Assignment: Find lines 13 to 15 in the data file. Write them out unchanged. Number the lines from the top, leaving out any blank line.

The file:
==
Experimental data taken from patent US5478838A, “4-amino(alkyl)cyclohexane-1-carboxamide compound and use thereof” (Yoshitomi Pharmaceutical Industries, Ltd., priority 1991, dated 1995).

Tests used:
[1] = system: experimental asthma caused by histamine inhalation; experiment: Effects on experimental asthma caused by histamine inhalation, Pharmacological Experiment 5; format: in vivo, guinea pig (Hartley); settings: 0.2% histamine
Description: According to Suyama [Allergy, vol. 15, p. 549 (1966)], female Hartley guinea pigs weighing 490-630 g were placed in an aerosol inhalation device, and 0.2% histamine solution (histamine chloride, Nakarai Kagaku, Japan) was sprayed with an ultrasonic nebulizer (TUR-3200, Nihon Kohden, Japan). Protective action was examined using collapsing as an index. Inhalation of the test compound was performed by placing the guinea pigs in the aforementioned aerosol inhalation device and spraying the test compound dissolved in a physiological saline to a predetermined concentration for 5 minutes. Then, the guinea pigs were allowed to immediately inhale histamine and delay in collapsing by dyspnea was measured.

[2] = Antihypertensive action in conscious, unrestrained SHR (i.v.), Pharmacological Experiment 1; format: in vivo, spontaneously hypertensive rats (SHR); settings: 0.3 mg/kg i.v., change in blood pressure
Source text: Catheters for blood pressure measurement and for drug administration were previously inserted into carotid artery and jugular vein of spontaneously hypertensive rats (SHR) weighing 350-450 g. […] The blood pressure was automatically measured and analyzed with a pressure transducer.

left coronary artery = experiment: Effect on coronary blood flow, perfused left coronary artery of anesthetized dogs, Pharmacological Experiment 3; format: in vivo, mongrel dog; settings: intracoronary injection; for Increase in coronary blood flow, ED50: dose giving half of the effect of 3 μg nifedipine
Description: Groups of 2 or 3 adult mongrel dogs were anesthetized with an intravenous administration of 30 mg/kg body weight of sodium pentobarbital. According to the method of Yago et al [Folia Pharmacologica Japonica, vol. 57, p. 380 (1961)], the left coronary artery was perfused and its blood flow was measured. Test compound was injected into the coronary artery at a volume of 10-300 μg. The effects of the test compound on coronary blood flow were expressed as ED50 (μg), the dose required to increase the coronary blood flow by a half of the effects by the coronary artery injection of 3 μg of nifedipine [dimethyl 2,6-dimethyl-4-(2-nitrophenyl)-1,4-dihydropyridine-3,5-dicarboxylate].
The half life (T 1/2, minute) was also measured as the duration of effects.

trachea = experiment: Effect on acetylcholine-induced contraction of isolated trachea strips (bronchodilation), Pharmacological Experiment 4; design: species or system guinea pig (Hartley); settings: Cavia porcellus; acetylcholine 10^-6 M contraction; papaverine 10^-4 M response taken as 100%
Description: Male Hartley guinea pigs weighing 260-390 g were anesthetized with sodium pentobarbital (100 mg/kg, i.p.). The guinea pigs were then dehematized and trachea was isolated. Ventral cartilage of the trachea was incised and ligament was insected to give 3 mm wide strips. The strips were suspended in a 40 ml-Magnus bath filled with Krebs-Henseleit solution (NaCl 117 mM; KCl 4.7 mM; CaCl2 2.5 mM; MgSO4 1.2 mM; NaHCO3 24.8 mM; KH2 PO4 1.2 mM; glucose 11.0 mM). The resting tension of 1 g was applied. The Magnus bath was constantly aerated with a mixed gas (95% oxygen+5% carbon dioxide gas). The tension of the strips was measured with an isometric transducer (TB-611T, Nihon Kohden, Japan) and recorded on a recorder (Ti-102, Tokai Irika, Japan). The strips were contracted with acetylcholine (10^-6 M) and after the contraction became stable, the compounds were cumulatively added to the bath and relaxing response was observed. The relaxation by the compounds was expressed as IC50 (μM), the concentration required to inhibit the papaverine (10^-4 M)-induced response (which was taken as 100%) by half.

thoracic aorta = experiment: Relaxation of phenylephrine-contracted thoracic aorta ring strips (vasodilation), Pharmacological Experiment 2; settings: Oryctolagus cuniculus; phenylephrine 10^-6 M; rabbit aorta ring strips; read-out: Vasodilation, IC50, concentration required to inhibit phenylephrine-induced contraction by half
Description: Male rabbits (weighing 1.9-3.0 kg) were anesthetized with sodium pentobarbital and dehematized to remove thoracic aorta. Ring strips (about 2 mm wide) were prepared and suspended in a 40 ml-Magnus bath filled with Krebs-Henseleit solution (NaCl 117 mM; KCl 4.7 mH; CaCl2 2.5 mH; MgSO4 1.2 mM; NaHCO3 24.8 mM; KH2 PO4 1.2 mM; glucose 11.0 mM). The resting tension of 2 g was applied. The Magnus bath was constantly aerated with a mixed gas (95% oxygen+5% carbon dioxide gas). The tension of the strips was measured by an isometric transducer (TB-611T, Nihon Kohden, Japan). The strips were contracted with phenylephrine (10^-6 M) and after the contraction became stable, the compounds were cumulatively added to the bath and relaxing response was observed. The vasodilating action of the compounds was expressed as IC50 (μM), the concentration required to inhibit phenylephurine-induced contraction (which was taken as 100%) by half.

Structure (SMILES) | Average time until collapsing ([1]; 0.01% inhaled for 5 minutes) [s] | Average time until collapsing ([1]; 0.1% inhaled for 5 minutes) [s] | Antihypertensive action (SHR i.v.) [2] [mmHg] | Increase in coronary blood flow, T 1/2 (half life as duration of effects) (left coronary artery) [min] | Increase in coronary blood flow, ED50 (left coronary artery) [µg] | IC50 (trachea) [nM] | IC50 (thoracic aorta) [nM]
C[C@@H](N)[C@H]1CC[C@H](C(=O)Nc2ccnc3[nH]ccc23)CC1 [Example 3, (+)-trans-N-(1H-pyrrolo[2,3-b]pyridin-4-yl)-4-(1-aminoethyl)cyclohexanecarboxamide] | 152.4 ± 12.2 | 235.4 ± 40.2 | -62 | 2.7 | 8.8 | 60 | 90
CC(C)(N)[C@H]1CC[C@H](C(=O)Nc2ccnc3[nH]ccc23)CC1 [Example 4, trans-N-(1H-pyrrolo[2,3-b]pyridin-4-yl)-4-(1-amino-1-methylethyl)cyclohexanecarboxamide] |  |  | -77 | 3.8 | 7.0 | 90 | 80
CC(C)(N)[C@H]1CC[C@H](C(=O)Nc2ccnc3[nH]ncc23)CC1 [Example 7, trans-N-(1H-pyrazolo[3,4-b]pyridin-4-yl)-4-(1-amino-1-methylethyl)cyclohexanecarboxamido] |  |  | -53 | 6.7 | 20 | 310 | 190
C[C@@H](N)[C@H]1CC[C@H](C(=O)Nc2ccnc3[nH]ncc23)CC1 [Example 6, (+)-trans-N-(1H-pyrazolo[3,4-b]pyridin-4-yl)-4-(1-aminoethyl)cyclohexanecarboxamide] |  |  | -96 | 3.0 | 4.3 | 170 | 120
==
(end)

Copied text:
Description: Male rabbits (weighing 1.9-3.0 kg) were anesthetized with sodium pentobarbital and dehematized to remove thoracic aorta. Ring strips (about 2 mm wide) were prepared and suspended in a 40 ml-Magnus bath filled with Krebs-Henseleit solution (NaCl 117 mM; KCl 4.7 mH; CaCl2 2.5 mH; MgSO4 1.2 mM; NaHCO3 24.8 mM; KH2 PO4 1.2 mM; glucose 11.0 mM). The resting tension of 2 g was applied. The Magnus bath was constantly aerated with a mixed gas (95% oxygen+5% carbon dioxide gas). The tension of the strips was measured by an isometric transducer (TB-611T, Nihon Kohden, Japan). The strips were contracted with phenylephrine (10^-6 M) and after the contraction became stable, the compounds were cumulatively added to the bath and relaxing response was observed. The vasodilating action of the compounds was expressed as IC50 (μM), the concentration required to inhibit phenylephurine-induced contraction (which was taken as 100%) by half.

Structure (SMILES) | Average time until collapsing ([1]; 0.01% inhaled for 5 minutes) [s] | Average time until collapsing ([1]; 0.1% inhaled for 5 minutes) [s] | Antihypertensive action (SHR i.v.) [2] [mmHg] | Increase in coronary blood flow, T 1/2 (half life as duration of effects) (left coronary artery) [min] | Increase in coronary blood flow, ED50 (left coronary artery) [µg] | IC50 (trachea) [nM] | IC50 (thoracic aorta) [nM]
C[C@@H](N)[C@H]1CC[C@H](C(=O)Nc2ccnc3[nH]ccc23)CC1 [Example 3, (+)-trans-N-(1H-pyrrolo[2,3-b]pyridin-4-yl)-4-(1-aminoethyl)cyclohexanecarboxamide] | 152.4 ± 12.2 | 235.4 ± 40.2 | -62 | 2.7 | 8.8 | 60 | 90